When planning office interiors, there are many considerations a design and build firm needs to look into. From the discovery and analysis of user requirements to project costs and visual appearance, there are many areas to focus on. In this detailed and complex process, many firms often reduce or miss the focus on the very basics areas that are essential to a well-planned office. In this article, we look at 3 of those basic areas, which we feel should always be focus areas:
While planning office interiors, designers and architects often leave the planning of air quality to external consultants and accept their recommendations without looking at ways to improve it. While air quality in itself is a vast subject, here are some key points that should be incorporated while planning air quality:
- Maintain a constant temperature during the year – this will require mechanical heating and cooling of air.
- Add fresh air to a closed office space. As a rule of thumb, planning for the addition of 15 to 20cfm of fresh air per person is essential to keep oxygen levels high in the office area. Before inducing treated (heat/cool) fresh air, dust particles can be filtered out from it.
- Plan for ventilation of air, especially in areas that could have a smell, like washrooms, pantries etc.
- Distribute the air evenly – ensure that ducts throw air evenly across the office space and the return vents are planned in such a way that air can flow across the space.
While this is a very brief pointer to planning air quality in office interiors, other details such as heat load calculations, noise levels due to HVAC etc should not be ignored. A good design should be compliant with ANSI/ASHRAE or equivalent standards for ventilation system design and acceptable indoor air quality (IAQ).
Office interiors require proper acoustical planning. There may be areas in a plan that will have higher noise levels, such as a collaboration space, coffee stations or the reception area. There will also be areas that have very low noise levels, such as office cabins or meeting rooms. We know that sound travels within a confined space, so it needs to be controlled or managed. Here are some pointers to planning sound levels in office spaces:
- Measure or calculate ambient noise. The location of a building can cause a variance in the ambient noise in the area, knowing the base value and then planning the space helps.
- Dampen noise from equipment. No one in the office wants to hear the humming sound of air conditioning or the noise from coffee machines etc. Creating partitions around such equipment or areas can vastly reduce noise.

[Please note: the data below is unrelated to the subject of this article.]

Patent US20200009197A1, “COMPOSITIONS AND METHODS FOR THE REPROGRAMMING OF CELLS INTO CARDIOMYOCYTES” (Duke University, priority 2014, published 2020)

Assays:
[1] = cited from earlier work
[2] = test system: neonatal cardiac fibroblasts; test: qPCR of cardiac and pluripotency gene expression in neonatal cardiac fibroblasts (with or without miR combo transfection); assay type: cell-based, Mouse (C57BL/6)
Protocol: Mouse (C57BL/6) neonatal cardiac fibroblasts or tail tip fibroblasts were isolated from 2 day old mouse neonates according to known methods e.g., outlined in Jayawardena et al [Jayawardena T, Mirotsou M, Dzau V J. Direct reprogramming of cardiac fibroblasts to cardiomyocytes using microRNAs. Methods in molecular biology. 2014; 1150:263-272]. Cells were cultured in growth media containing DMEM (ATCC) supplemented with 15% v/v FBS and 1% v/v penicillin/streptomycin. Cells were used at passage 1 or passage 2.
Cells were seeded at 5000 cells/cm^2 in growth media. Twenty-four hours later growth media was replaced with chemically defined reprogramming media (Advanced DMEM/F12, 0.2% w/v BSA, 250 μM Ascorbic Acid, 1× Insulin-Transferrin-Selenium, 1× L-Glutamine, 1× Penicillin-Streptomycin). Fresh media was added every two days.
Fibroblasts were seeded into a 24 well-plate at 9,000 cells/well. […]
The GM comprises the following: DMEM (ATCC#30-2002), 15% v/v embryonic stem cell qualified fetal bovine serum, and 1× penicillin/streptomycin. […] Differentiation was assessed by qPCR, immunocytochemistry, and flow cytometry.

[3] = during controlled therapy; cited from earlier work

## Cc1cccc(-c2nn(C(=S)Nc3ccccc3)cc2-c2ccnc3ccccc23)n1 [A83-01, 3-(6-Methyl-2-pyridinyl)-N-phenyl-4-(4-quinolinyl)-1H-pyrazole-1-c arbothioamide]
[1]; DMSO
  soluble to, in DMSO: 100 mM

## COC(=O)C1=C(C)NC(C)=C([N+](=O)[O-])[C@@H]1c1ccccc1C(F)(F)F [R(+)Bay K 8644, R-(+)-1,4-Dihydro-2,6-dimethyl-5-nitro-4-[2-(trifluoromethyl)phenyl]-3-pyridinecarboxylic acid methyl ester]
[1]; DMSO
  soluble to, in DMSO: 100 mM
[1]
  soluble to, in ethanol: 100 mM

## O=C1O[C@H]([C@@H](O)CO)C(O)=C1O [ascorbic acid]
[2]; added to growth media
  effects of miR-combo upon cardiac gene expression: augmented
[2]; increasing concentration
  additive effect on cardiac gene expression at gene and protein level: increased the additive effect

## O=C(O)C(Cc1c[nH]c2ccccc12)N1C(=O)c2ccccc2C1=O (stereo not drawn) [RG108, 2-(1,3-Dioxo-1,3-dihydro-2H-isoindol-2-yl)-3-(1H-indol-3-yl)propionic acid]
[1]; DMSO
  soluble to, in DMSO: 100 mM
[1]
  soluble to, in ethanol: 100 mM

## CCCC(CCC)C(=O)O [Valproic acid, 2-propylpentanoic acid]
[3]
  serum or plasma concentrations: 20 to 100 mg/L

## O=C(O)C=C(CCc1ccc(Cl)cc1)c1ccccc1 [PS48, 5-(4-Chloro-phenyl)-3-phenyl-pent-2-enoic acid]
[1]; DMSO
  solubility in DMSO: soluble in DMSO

- Consider the acoustic performance of materials used in creating spaces. Partitions, doors & windows and openings need to be planned with the right level of acoustic performance so that each space has lower ambient noise. Low noise levels could have acoustically treated ceilings while high noise level areas could have exposed ceilings.
Noise levels above 85 dBA are considered hazardous. Open-plan offices should have noise levels of 49-58 dBA as per ASHRAE standards. The aim should always be to reduce ambient noise as much as possible.
In addition to Air and Sound, Lights are the key to office interiors planning. While the focus should be on creating an equal lux level across large spans of office spaces, it doesn’t end there. These are some key points to keep in mind while planning the lights of office spaces:
- Color Temperature of lights can vary between 2200 and 6500 Kelvin degrees. Neutral to cool color temperatures (3000-4000K) are generally appropriate in office spaces.
- The brightness of the lights is essential in workplaces. Maintaining lux levels of 400-500 is the ideal practice in offices. Focus areas can be brighter while some spaces can have warmer, dimmed lights
- LED lights allow for different kinds of control, sensor-based, time and season-based as well as environment-based. The aim is to vary the light color or brightness to match ideal requirements.
- Use Mood lighting, cove lighting and various other techniques to create an interesting environment.
Dimmable lights or color-changing lights in certain areas of the office allows the same space to be differently experienced. Lights can be used very effectively to plan office interiors in a creative and innovative way.
With Air, Sound and Lights sorted, you can plan the next 3 major elements of your office space – floors, ceilings and walls. It is assumed that space planning, seating plans and other requirements have already been designed.
To plan your office design or to renovate your office, do contact us.